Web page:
Central Oregon LandWatch is pushing legislation that would go further toward restricting resort development near the Metolius - as well as other areas in Jefferson County - than the plan developed by the state Land Conservation and Development Commission.
As described on LandWatch's website, HB 3100 would:
- "Accept and modify LCDC's recommendation to designate the Metolius Basin and area of interest as an Area of Critical State Concern ('ACSC').
- "Stipulate that destination resorts will not be located within this ACSC.
- "Direct LCDC to supplement its management plan in order to ensure that new development within the ACSC will not negatively impact the Metolius River, including its headsprings and tributaries. It also ensures that new development within the ACSC will not negatively impact fish and wildlife resources within the ACSC."
HB 3100 was introduced Wednesday by Reps. Brian Clem (D-Salem) and Ben Cannon (D-Portland), with a number of other co-sponsors. The bill "should be receiving a committee assignment soon, and when we have more information on where it's heading and when hearings will be scheduled, we'll be back in touch to let you know," the website says.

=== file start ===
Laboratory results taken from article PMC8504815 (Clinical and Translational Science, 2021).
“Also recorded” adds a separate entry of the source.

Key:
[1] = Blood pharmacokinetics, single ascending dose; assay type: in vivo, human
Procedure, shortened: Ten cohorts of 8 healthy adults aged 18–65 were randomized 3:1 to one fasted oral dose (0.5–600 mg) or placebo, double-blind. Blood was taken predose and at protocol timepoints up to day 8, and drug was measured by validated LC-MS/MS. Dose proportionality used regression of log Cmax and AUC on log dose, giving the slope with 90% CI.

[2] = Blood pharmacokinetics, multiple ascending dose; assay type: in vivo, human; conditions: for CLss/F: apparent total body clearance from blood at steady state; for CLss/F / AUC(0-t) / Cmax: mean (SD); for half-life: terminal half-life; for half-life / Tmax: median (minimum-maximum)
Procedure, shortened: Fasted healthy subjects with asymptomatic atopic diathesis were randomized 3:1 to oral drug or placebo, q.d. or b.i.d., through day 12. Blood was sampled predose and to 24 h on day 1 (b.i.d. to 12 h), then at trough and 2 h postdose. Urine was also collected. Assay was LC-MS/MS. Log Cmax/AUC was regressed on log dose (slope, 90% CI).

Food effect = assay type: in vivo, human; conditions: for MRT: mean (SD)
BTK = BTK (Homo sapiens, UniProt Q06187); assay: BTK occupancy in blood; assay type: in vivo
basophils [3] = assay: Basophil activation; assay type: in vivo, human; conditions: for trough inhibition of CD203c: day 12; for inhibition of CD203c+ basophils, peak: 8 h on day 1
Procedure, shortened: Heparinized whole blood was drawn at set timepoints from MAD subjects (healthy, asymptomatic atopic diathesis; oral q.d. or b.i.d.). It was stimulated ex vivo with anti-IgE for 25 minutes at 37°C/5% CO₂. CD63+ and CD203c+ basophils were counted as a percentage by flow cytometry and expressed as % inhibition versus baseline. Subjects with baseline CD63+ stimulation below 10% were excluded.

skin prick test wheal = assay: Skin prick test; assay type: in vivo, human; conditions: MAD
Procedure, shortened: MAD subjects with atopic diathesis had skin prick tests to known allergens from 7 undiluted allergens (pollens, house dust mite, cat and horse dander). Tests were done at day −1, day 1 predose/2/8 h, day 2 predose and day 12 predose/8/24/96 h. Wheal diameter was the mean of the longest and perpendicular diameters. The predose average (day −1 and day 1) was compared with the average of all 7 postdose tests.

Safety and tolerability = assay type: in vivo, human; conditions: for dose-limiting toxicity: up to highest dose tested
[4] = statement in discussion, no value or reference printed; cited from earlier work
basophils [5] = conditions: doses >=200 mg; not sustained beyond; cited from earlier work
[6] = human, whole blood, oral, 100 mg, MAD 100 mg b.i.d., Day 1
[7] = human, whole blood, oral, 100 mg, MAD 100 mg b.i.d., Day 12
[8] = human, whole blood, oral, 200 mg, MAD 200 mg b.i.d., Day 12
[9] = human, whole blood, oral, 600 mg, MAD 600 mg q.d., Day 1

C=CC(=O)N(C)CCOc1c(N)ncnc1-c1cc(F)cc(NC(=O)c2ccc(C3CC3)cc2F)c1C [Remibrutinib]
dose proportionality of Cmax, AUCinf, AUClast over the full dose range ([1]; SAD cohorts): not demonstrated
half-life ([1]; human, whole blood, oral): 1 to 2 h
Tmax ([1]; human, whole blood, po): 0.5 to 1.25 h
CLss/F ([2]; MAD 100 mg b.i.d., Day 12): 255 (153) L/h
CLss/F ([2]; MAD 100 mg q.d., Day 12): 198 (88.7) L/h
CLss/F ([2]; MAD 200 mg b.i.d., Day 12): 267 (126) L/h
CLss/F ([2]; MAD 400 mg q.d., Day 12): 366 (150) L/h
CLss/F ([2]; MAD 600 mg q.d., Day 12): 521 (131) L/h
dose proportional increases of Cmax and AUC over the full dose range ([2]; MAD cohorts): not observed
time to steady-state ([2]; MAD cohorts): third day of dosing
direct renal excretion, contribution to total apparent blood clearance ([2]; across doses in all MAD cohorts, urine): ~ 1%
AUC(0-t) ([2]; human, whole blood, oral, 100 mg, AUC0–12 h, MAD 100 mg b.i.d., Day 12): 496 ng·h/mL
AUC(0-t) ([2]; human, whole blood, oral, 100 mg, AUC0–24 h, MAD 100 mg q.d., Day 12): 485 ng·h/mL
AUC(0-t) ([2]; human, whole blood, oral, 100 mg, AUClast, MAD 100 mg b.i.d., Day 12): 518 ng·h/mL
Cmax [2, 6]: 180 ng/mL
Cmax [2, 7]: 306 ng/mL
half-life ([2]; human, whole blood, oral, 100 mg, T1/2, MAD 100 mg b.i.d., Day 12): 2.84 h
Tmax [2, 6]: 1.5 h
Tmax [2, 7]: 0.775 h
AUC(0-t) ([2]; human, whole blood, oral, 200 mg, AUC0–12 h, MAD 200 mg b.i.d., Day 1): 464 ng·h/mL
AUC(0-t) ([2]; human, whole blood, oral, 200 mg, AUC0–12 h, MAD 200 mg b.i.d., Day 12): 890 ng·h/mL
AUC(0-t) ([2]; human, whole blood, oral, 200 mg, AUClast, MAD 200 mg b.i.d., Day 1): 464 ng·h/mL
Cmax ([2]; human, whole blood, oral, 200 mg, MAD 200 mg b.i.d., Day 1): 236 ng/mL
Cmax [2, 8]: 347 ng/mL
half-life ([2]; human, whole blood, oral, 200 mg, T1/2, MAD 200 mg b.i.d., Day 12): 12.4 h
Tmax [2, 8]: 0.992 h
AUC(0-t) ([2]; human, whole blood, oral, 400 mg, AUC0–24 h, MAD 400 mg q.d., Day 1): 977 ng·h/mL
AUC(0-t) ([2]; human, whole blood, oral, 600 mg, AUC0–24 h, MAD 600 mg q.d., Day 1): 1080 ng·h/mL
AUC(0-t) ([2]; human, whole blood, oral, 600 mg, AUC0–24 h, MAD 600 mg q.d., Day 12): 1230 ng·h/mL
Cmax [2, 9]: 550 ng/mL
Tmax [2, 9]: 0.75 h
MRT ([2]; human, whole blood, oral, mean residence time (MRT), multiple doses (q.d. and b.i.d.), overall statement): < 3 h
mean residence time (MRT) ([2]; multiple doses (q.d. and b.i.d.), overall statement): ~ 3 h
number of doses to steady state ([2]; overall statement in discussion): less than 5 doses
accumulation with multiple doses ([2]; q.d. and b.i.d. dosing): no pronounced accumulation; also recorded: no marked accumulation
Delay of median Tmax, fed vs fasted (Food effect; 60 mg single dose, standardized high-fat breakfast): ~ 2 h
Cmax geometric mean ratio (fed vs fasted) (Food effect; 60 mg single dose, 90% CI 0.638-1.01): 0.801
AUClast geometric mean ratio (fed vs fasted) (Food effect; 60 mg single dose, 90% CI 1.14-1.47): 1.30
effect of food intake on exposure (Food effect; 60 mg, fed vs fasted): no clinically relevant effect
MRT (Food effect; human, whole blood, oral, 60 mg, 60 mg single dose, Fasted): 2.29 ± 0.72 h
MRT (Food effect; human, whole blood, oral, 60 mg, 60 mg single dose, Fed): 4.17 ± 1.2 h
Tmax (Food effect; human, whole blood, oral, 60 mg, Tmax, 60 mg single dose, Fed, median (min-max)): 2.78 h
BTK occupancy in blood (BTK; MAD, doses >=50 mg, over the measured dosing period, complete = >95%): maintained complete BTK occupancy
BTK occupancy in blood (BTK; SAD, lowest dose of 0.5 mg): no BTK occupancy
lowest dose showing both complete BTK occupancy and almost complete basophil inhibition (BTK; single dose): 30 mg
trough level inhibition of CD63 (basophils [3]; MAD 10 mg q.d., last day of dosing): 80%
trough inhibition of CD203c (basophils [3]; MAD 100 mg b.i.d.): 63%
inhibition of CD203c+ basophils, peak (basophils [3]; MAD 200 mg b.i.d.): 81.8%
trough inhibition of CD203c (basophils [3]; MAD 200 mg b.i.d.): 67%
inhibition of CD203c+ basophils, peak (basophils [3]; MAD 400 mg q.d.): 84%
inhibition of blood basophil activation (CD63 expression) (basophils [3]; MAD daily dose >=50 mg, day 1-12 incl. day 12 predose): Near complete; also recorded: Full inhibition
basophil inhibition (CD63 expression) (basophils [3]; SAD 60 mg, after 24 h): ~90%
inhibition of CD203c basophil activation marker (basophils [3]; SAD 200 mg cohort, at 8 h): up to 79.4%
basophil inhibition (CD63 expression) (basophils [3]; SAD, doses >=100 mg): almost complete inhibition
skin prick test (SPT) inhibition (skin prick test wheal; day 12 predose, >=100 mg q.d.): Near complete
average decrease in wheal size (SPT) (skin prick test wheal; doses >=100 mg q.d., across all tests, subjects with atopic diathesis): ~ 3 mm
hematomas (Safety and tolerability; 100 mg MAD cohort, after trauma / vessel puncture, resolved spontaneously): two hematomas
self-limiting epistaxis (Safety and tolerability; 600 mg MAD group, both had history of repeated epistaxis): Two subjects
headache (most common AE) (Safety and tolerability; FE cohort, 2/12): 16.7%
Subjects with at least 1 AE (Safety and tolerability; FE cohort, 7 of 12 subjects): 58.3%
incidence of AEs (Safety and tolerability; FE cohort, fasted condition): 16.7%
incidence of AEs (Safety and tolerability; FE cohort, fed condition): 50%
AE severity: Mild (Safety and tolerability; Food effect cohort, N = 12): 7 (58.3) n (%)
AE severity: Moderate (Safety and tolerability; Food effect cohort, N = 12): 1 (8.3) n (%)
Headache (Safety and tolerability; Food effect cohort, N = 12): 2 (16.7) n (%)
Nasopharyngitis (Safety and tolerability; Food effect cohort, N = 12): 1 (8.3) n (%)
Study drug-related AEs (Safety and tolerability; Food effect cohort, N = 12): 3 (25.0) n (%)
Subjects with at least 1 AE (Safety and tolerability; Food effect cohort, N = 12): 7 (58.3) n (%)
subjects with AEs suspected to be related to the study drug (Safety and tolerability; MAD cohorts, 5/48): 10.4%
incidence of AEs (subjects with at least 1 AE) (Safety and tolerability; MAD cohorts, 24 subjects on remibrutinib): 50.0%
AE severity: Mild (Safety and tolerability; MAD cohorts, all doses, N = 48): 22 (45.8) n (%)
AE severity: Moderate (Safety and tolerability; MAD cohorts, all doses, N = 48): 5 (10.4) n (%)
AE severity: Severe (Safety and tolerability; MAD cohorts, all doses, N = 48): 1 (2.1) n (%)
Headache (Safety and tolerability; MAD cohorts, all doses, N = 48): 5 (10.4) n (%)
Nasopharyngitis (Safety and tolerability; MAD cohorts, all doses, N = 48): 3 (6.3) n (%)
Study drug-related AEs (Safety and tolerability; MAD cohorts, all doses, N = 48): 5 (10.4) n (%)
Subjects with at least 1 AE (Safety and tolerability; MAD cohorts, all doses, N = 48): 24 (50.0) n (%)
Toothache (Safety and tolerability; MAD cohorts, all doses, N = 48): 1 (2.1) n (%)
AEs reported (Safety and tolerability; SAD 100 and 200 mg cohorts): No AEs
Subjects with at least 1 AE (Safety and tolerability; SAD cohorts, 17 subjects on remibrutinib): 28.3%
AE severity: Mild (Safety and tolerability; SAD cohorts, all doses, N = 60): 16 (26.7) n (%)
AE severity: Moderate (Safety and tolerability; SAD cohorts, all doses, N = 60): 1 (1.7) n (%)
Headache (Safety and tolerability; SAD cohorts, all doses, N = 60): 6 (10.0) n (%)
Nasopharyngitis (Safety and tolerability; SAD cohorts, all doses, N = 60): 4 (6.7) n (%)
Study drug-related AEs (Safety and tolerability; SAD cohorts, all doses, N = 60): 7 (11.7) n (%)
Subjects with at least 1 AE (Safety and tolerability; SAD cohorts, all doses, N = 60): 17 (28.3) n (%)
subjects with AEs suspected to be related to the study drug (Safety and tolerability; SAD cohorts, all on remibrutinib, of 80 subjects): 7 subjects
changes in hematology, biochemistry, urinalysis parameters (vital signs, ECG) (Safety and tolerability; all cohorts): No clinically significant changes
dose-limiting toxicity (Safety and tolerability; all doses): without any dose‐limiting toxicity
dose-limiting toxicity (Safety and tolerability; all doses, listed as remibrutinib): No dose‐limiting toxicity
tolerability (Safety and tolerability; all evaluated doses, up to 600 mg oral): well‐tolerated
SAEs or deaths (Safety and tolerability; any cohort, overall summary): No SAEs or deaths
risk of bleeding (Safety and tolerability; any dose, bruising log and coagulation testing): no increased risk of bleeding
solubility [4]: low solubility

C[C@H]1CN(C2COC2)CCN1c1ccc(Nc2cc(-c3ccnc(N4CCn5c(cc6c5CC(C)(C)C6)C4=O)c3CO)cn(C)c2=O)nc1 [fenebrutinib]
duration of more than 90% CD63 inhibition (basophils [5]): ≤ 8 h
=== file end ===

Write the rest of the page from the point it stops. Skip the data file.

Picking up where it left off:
According to LandWatch Executive Director Erik Kancler, one major difference between HB 3100 and the LCDC proposal is that the former doesn't offer the "consolation prize" of letting the two Metolius destination resort developers relocate their projects near agricultural land at Round Butte - a move that the area's rural residents oppose.
"We're impressed that DLCD has recognized the need to offer strong protection for the Metolius Basin and with the comprehensive approach they've taken with their most recent draft management plan," Kancler e-mailed The Eye. "We are disappointed with the element of their proposal that allows the siting of resorts near productive agricultural lands in the Round Butte area of Jefferson County. (In fact the land they've proposed to allow the resorts to be sited on has high class soils itself and just needs a steady water supply to be brought into production.) This is land that is currently not eligible for destination resort mapping and which runs the risk of negatively impacting nearby farms.
"These developers have no rights" - because Jefferson County's decision to remap their properties to allow destination resorts is still under court appeal - "so it makes little sense to 'transfer' them into existence elsewhere. If the state wants to throw Jefferson County a bone, it should pass a strong Metolius protection act and then give the county an opportunity to attempt to map resorts elsewhere without having to wait the required 30 months."
Besides that, Kancler added, HB 3100 "is asking that the ACSC go a bit further in addressing potential concerns from future developments and would help to ensure that any future developments that are sited in the basin are truly 'eco.'"